Grassroots International

Maria Aguiar, Author at Grassroots International | Page 2 of 2

  • Full Tanks at the Cost of Empty Stomachs:The Expansion of the Sugarcane Industry in Latin America

    During the last week of February 2007, Grassroots International's partner Rede Social or Social Justice Network of Brazil hosted a Latin American conference on the expansion of the intensive cultivation of sugar cane for biofuel throughout Latin America. Rede hosted delegates from various countries where sugar cane monocultivation is expanding as demand for bio fuels grows. Read the final declaration from the Latin American groups represented:

  • Via Campesina Brazil’s Women Are for Food Sovereignty and against Agribusiness

    Today, March 6th, Grassroots International received an announcement from the Via Campesina Brazil. The women of the Via Campesina Brazil are honoring International Women's Day by organizing land occupations and protests against large Brazilian and transnational corporations who own and exploit huge tracts of Brazilian land and labor for monocultured cultivation of trees for cellulose for export. The women refer to these huge tracts of land planted only with such trees as the "green deserts" of Brazil - green deserts because they produce no food and very little employment, and are also environmentally damaging. Please read the announcement of our partners below:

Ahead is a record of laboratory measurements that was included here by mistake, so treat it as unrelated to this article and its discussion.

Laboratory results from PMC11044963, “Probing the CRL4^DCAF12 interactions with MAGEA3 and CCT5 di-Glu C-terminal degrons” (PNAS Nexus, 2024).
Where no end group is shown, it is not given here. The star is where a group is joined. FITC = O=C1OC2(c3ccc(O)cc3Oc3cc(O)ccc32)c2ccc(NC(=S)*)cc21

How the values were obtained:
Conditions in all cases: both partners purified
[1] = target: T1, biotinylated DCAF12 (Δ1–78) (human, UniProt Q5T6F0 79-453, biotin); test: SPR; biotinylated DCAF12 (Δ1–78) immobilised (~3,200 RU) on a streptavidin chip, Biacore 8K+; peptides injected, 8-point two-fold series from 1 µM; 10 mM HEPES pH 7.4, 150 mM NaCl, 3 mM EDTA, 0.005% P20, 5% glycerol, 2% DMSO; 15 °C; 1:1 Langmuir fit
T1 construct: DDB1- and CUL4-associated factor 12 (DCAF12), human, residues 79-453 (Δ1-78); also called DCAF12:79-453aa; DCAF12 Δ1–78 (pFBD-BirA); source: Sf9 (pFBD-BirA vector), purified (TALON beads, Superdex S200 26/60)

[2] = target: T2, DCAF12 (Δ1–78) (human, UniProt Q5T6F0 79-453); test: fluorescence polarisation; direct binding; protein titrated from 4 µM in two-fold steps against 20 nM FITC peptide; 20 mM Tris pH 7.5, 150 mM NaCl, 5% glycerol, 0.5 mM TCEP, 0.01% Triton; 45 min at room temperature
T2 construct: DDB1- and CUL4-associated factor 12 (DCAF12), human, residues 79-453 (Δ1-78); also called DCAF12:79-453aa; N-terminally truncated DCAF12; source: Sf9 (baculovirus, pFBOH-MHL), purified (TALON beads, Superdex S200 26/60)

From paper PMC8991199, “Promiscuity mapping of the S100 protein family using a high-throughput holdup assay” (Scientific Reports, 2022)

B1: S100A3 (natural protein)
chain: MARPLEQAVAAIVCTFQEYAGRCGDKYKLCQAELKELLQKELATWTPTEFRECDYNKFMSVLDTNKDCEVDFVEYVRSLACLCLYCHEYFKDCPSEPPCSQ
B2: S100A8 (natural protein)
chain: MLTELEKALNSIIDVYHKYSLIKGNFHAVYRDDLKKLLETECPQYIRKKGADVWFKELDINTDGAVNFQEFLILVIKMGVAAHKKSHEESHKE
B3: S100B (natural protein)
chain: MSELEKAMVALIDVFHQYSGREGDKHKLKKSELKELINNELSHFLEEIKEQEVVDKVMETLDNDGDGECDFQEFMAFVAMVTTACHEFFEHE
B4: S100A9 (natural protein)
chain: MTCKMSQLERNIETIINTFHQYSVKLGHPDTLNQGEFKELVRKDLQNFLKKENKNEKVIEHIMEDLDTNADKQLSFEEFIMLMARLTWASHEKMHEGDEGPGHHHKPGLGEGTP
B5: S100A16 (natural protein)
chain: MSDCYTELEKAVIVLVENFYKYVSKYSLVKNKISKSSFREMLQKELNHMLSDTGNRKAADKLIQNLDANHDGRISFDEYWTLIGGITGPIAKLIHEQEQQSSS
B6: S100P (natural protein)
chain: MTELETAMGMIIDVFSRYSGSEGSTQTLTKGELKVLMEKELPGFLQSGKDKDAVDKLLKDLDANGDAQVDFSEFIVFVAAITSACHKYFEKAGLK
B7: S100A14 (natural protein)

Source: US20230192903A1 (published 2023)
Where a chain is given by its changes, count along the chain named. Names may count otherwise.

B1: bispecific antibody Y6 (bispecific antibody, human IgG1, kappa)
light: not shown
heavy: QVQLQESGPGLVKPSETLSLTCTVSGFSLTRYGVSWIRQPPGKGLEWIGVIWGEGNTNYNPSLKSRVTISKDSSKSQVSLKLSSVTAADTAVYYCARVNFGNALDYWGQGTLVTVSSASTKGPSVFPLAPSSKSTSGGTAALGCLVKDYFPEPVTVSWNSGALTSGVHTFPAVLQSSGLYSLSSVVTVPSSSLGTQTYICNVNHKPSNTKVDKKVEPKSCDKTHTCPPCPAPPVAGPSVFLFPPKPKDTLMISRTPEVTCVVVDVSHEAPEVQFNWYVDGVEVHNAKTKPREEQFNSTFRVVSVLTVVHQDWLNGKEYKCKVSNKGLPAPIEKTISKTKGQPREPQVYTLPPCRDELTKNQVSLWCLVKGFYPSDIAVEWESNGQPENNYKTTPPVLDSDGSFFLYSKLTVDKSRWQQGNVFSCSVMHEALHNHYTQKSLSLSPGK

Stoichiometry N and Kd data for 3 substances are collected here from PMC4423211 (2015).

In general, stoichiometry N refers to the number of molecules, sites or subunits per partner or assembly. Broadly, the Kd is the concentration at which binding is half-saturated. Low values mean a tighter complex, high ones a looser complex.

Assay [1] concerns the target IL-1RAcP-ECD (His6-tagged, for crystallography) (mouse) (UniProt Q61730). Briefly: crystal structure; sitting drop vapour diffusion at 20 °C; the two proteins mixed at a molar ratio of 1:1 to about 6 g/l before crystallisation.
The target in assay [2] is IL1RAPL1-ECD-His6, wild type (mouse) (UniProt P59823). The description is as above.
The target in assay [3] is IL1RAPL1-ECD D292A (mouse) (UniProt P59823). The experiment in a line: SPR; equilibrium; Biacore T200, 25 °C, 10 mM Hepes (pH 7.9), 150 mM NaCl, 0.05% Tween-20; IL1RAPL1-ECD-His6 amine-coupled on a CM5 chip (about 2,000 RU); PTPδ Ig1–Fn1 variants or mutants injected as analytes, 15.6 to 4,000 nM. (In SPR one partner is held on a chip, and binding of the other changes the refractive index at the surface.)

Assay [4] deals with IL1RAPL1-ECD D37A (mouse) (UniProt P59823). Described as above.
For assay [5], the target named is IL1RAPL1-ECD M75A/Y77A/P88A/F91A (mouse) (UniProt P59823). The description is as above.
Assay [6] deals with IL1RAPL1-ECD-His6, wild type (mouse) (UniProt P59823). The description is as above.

• Day of the Dead in Oaxaca – October 31st